Accommodations that can be written up in your child’s 504 Plan could include:
- Allowing the student to participate nonverbally (nodding, pointing, writing, etc.) until they find their voice and feel more comfortable speaking.
- Allowing the student to sit with a preferred friend instead of having assigned seating.
- Providing the student with adaptations to speaking assignments. For example, student can record themselves instead of speaking in front of the class. They can present to the teacher one on one. They get to be in smaller groups to present rather than in front of the whole class.
- Allowing the student to use a bathroom pass that they can freely take instead of having to request the bathroom.
- Removing any negative consequences for not speaking.
A team approach should be taken when writing up the accommodations for a 504 Plan. It is something that should evolve over time as your child makes progress.
If your child’s selective mutism is more severe, they might qualify for an Individualized Education Plan (IEP). This is a legal document that will not only provide the necessary accommodations for your child in school but will also give them direct individualized services. Such as working one on one with a specialist. The goal of this will be to help your child generalize talking in the one-on-one setting to speaking in the classroom.
Your child’s therapist and school guidance counselor might recommend lunchtime activities (such as a “Lunch Bunch”) to benefit your child. This will provide your child with the opportunity to eat lunch, and socialize, with peers under the guidance of their counselor. They can play games and practice conversations in a relaxed, but the slightly structured, environment.
Establishing Other Goals With A Child Therapist
As a child therapist who works with children with selective mutism coordinating treatment with the parent(s) and teachers is a step forward in helping your child find their brave voice that is beneficial. Together we can come up with appropriate, individualized goals for your child that can be worked on in between child therapy sessions at home, at school, and when out and about.
Examples of goals are:
- Appropriately greet a familiar friend at the playground.
- Greeting your teacher with “Good morning”
- Say “Thank you” to the cashier in a store.
- Saying “Hi” to the doorman when entering your apartment building.
- Say “Hello” to a neighbor when you see them.
These are real-life situations that frequently occur and success in these can help build your child’s self-confidence. This will encourage them to continue speaking in situations they used to dread. It will provide your child with the positive reinforcement they need.
Ongoing communication between parents, your child’s school team, and the child therapist is essential to helping your child with selective mutism. With this collaborative approach, your child can begin to feel supported and safe. This will lead to building self-confidence, taking risks with their voice, and beginning the journey to overcoming selective mutism.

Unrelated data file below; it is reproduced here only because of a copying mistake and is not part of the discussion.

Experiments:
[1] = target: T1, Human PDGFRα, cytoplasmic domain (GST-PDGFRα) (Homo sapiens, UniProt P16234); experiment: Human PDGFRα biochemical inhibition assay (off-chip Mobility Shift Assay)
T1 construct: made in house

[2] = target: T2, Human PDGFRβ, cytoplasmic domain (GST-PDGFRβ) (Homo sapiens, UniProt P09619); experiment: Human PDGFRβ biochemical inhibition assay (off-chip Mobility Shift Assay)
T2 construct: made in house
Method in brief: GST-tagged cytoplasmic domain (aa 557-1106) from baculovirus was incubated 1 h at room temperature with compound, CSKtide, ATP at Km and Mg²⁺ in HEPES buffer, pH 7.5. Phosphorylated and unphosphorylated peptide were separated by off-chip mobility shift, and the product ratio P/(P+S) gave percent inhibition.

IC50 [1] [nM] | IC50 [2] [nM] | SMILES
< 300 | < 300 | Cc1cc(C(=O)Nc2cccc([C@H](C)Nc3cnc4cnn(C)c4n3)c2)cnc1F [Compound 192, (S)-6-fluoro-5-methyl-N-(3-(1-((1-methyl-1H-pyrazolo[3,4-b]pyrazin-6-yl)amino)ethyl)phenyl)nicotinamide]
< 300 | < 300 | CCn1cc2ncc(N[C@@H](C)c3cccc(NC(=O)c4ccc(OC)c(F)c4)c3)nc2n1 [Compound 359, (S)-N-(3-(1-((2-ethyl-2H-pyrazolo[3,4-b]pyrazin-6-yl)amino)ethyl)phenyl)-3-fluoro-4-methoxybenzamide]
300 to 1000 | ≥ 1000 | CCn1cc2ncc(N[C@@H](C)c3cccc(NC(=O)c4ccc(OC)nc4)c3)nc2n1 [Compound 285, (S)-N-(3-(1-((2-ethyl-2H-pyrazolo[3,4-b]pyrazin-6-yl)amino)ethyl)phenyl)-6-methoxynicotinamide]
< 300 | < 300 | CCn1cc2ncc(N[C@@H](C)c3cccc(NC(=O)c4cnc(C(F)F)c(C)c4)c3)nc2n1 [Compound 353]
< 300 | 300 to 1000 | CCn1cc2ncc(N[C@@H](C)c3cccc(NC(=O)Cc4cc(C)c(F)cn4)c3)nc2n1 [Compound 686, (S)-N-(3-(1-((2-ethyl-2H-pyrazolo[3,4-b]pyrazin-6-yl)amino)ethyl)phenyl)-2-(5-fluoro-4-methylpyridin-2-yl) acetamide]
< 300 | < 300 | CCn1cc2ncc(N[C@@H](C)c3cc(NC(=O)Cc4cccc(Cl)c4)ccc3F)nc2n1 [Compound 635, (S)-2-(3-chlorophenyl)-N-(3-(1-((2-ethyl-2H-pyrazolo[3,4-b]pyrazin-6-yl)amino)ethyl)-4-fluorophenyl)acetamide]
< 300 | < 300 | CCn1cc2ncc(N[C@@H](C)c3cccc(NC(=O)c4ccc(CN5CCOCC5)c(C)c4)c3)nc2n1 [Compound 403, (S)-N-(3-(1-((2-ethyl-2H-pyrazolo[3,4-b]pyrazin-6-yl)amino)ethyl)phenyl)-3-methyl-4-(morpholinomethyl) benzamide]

In my next blog in this series, I write about individual therapeutic techniques for working with your child. I provide resources for you and your child as you embark on taking on the challenges that come with a diagnosis of selective mutism.
Start Meeting With A Child Therapist in Scotch Plains, NJ For Selective Mutism
If your child has selective mutism our child therapist can help you create a plan moving forward. At Brave Minds Psychological Services we want to provide you with the resources that you and your child need as you navigate selective mutism. In order to get started in child therapy for anxiety follow these steps:
- Connect with Brave Minds Psychological Services today.
- Receive a free consultation with a compassionate child therapist.
- Support your child in navigating selective mutism
Other Counseling Services We Offer In Scotch Plains, NJ
Our licensed therapists and counselors offer therapeutic services for children, teens, and adults. Available services for children and teens include anxiety counseling for children, child sexual abuse therapy, anxiety treatment for teens, and teen social phobia therapy. Our adult mental health services include adult anxiety counseling, couples counseling, counseling for parents, postpartum counseling, birth trauma therapy, and sexual assault counseling. If you’re interested in learning more about our services here at Brave Minds Psychological Services or online, please contact our Scotch Plains counseling office! Proud to serve Scotch Plains, Westfield, Cranford, New Providence, and the surrounding areas in New Jersey.